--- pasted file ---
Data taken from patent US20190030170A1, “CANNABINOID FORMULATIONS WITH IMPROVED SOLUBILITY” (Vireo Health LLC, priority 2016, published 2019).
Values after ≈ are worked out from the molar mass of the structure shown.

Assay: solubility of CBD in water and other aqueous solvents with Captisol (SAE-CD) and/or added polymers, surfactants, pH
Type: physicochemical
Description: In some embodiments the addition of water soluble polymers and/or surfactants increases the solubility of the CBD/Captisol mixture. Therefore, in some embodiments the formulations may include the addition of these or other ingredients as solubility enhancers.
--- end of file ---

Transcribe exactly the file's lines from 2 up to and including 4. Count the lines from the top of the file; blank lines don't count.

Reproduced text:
Values after ≈ are worked out from the molar mass of the structure shown.

Assay: solubility of CBD in water and other aqueous solvents with Captisol (SAE-CD) and/or added polymers, surfactants, pH
Type: physicochemical